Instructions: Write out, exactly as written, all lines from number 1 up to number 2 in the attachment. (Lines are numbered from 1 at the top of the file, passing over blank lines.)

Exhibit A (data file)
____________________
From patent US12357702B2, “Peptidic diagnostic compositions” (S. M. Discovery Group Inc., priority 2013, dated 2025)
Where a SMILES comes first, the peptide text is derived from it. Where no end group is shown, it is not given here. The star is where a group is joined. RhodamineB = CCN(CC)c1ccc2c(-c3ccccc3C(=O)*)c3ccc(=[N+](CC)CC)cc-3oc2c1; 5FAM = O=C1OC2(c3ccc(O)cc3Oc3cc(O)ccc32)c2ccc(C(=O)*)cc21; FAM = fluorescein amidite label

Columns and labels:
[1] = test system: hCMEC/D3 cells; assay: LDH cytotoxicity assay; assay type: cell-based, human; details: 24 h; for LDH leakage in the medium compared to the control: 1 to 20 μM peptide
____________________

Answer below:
From patent US12357702B2, “Peptidic diagnostic compositions” (S. M. Discovery Group Inc., priority 2013, dated 2025)
Where a SMILES comes first, the peptide text is derived from it. Where no end group is shown, it is not given here. The star is where a group is joined. RhodamineB = CCN(CC)c1ccc2c(-c3ccccc3C(=O)*)c3ccc(=[N+](CC)CC)cc-3oc2c1; 5FAM = O=C1OC2(c3ccc(O)cc3Oc3cc(O)ccc32)c2ccc(C(=O)*)cc21; FAM = fluorescein amidite label